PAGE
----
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Benin: release of Nigerian Yoruba separatist Sunday Igboho

Benin: release of Nigerian Yoruba separatist Sunday Igboho
A Beninese riot police officer in Cotonou, 9 March 2018.   -  
Copyright © africanews
YANICK FOLLY/AFP or licensors


Nigerian Yoruba separatist Sunday Igboho has been released in Benin where he was arrested after fleeing Nigerian police two years ago, and has left this country, one of his lawyers said on Monday.

“He was released and left Benin,” his lawyer, Me Ibrahim Salami, told AFP by SMS on Monday, without giving further details. Beninese authorities did not immediately comment on this matter.

Sunday Igboho, who campaigns for the creation of a Yoruba nation in southwest Nigeria, was arrested at the international airport of Cotonou, in neighbouring Benin, from where he was trying to leave for Germany.

Benin had accused Sunday Igboho of “association with criminals”. Last year, his lawyer said his client was conditionally released to receive medical treatment but was not allowed to leave Benin.

Igboho, whose real name is Sunday Adeyemo, appeared in a video broadcast on social networks in which he notably thanked Beninese President Patrice Talon as well as the Nobel Prize winner for literature, Nigerian Wole Soyinka, for their support. “To our entire political class and to our entire Yoruba country, let us join hands to make Yoruba great,” he said.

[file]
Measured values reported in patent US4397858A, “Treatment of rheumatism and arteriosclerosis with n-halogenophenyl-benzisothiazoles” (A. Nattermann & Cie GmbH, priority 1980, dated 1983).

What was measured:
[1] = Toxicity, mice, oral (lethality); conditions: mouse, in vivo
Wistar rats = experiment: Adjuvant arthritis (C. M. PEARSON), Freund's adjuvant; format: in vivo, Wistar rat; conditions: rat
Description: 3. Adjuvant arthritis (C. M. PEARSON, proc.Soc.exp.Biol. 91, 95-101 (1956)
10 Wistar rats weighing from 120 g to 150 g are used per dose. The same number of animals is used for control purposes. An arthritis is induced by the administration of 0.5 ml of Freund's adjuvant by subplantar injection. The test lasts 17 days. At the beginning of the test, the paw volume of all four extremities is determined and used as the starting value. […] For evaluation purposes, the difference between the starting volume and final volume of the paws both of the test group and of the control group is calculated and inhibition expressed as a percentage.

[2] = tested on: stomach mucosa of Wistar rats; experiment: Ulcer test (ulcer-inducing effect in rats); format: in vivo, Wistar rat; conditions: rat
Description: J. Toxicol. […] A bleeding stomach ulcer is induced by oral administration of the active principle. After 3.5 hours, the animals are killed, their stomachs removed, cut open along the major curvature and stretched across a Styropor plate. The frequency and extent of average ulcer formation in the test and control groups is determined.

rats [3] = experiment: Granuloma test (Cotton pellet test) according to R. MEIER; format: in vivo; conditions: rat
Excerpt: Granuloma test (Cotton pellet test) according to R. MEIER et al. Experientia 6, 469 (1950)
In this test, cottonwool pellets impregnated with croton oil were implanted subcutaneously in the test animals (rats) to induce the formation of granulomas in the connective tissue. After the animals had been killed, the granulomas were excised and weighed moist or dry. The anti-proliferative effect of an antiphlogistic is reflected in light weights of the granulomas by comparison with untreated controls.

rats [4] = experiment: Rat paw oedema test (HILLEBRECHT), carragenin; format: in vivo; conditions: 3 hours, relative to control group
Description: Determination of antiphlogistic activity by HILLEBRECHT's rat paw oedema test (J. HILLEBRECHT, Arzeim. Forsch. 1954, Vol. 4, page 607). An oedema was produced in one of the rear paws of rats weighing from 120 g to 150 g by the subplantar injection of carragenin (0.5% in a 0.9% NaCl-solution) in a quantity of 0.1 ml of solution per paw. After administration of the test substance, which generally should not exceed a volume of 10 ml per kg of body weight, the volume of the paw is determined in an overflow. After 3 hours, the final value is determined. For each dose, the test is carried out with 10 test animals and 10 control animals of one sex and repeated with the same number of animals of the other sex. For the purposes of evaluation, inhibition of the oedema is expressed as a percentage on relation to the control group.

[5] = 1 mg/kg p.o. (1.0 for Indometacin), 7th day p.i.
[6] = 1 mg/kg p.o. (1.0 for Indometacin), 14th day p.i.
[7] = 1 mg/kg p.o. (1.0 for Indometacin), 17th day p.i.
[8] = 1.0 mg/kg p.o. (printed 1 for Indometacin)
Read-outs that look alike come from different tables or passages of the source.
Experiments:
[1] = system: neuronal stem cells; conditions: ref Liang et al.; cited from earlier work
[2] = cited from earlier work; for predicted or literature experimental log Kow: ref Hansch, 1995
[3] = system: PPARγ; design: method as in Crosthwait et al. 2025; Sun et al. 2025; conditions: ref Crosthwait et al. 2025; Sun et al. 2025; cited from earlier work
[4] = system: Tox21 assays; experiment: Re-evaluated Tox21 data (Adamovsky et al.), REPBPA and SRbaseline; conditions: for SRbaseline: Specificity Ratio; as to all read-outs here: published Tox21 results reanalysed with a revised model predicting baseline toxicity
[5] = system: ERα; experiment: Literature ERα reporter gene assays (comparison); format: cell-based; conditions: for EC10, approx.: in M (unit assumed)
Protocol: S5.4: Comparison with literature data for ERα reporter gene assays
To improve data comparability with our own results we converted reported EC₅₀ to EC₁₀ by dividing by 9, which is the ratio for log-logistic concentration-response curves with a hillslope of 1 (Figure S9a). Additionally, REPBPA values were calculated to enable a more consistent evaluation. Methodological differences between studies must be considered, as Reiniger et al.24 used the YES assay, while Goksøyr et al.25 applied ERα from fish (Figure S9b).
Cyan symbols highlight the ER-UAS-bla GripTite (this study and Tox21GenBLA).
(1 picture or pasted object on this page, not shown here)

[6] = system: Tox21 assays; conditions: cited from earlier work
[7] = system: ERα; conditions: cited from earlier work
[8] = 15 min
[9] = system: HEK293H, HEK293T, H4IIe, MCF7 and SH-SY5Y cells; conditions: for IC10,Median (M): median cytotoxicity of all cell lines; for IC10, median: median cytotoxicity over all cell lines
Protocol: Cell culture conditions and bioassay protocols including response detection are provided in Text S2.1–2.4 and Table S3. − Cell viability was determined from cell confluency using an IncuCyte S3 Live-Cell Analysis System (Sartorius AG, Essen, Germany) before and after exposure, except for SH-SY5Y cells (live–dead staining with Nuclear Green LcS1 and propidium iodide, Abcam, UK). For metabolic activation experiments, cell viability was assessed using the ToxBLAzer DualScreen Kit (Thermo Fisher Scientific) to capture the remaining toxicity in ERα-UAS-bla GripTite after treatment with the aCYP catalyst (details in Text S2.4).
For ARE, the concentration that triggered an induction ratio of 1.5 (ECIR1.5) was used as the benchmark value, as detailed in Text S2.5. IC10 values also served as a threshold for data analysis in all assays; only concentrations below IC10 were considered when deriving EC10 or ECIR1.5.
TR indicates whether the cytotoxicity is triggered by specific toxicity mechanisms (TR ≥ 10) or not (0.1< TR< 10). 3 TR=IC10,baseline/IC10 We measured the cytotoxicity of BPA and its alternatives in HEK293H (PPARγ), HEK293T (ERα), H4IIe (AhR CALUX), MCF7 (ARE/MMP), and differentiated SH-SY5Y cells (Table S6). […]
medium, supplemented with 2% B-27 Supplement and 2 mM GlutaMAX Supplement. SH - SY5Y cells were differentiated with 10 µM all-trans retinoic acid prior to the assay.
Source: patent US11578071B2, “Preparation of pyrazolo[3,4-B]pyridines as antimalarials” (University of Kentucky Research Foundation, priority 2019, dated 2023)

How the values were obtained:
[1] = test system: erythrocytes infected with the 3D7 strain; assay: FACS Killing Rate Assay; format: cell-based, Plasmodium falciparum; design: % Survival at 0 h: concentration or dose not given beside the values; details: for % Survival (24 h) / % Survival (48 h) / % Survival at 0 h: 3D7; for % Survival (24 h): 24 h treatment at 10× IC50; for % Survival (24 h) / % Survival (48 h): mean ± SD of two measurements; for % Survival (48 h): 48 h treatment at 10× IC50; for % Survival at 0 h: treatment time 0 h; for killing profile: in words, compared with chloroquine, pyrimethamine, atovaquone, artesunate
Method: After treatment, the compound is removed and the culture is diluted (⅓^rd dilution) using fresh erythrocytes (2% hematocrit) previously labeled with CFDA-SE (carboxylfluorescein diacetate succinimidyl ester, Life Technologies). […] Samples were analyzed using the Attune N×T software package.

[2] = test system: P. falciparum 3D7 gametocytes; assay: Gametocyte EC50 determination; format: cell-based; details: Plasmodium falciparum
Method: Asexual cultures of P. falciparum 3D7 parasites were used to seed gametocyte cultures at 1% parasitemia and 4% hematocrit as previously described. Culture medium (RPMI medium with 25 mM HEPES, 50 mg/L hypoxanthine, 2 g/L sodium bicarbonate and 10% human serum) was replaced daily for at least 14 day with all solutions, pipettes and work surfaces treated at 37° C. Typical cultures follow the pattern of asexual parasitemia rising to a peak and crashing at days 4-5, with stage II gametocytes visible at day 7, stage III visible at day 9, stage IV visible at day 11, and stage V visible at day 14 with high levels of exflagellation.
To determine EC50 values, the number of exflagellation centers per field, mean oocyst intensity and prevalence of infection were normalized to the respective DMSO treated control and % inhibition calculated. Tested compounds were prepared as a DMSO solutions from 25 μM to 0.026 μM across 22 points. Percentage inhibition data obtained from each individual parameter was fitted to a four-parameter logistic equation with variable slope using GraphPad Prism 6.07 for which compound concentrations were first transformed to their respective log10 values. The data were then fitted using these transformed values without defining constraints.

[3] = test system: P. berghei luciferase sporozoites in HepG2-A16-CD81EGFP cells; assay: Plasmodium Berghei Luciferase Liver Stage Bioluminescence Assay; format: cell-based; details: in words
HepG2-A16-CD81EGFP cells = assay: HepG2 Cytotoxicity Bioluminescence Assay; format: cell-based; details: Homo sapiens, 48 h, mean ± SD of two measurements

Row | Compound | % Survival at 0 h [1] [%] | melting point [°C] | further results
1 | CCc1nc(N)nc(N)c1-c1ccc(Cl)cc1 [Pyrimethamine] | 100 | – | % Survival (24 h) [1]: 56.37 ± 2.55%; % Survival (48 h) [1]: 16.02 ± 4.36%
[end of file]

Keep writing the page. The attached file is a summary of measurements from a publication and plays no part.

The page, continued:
Nigerian security forces raided Sunday Igboho's house in October 2021, where they found weapons of war and arrested 12 men and a woman, according to the authorities.

The separatist activist had managed to escape and was actively sought by Abuja, which accuses him of wanting to trigger "a violent insurrection against the state". Police said the findings were "confirmation of a grand plan by Igboho and his cronies to carry out a violent insurrection against the Nigerian state. "

Separatism is a very sensitive subject in Nigeria, a country of 210 million inhabitants where tensions sometimes flare between different ethnic groups. The largest ethnic groups are the Hausa in the north, the Igbo in the southeast, and the Yoruba in the southwest of Nigeria.

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